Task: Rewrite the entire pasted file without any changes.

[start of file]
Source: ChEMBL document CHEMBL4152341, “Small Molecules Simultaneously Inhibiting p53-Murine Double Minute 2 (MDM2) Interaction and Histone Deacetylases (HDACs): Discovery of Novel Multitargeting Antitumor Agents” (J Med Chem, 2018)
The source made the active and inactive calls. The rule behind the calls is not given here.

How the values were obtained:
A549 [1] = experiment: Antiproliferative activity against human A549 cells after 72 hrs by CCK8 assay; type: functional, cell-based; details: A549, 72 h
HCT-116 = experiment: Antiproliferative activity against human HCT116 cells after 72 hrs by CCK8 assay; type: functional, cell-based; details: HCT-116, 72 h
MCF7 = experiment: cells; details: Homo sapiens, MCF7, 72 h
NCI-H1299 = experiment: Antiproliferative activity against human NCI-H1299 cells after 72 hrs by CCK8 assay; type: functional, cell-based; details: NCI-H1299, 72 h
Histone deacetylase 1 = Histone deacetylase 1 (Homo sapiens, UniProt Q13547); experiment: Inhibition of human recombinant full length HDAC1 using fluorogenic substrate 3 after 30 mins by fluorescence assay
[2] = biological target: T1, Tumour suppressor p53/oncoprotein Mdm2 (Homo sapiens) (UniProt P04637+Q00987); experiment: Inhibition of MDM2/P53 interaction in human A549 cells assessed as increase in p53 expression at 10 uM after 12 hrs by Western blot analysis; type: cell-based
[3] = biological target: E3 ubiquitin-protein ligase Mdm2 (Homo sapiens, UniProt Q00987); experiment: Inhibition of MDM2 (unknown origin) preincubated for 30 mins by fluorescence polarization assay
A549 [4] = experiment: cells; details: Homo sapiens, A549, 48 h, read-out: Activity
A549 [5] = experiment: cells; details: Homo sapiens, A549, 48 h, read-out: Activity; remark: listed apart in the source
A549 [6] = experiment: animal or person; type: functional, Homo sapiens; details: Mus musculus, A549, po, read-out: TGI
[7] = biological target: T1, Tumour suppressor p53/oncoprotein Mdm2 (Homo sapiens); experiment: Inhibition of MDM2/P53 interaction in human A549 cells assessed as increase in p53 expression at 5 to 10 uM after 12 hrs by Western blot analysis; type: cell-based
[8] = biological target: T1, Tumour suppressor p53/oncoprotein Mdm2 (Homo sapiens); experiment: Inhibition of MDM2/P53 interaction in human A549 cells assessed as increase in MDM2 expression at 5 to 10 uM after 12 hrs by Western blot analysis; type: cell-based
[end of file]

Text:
Source: ChEMBL document CHEMBL4152341, “Small Molecules Simultaneously Inhibiting p53-Murine Double Minute 2 (MDM2) Interaction and Histone Deacetylases (HDACs): Discovery of Novel Multitargeting Antitumor Agents” (J Med Chem, 2018)
The source made the active and inactive calls. The rule behind the calls is not given here.

How the values were obtained:
A549 [1] = experiment: Antiproliferative activity against human A549 cells after 72 hrs by CCK8 assay; type: functional, cell-based; details: A549, 72 h
HCT-116 = experiment: Antiproliferative activity against human HCT116 cells after 72 hrs by CCK8 assay; type: functional, cell-based; details: HCT-116, 72 h
MCF7 = experiment: cells; details: Homo sapiens, MCF7, 72 h
NCI-H1299 = experiment: Antiproliferative activity against human NCI-H1299 cells after 72 hrs by CCK8 assay; type: functional, cell-based; details: NCI-H1299, 72 h
Histone deacetylase 1 = Histone deacetylase 1 (Homo sapiens, UniProt Q13547); experiment: Inhibition of human recombinant full length HDAC1 using fluorogenic substrate 3 after 30 mins by fluorescence assay
[2] = biological target: T1, Tumour suppressor p53/oncoprotein Mdm2 (Homo sapiens) (UniProt P04637+Q00987); experiment: Inhibition of MDM2/P53 interaction in human A549 cells assessed as increase in p53 expression at 10 uM after 12 hrs by Western blot analysis; type: cell-based
[3] = biological target: E3 ubiquitin-protein ligase Mdm2 (Homo sapiens, UniProt Q00987); experiment: Inhibition of MDM2 (unknown origin) preincubated for 30 mins by fluorescence polarization assay
A549 [4] = experiment: cells; details: Homo sapiens, A549, 48 h, read-out: Activity
A549 [5] = experiment: cells; details: Homo sapiens, A549, 48 h, read-out: Activity; remark: listed apart in the source
A549 [6] = experiment: animal or person; type: functional, Homo sapiens; details: Mus musculus, A549, po, read-out: TGI
[7] = biological target: T1, Tumour suppressor p53/oncoprotein Mdm2 (Homo sapiens); experiment: Inhibition of MDM2/P53 interaction in human A549 cells assessed as increase in p53 expression at 5 to 10 uM after 12 hrs by Western blot analysis; type: cell-based
[8] = biological target: T1, Tumour suppressor p53/oncoprotein Mdm2 (Homo sapiens); experiment: Inhibition of MDM2/P53 interaction in human A549 cells assessed as increase in MDM2 expression at 5 to 10 uM after 12 hrs by Western blot analysis; type: cell-based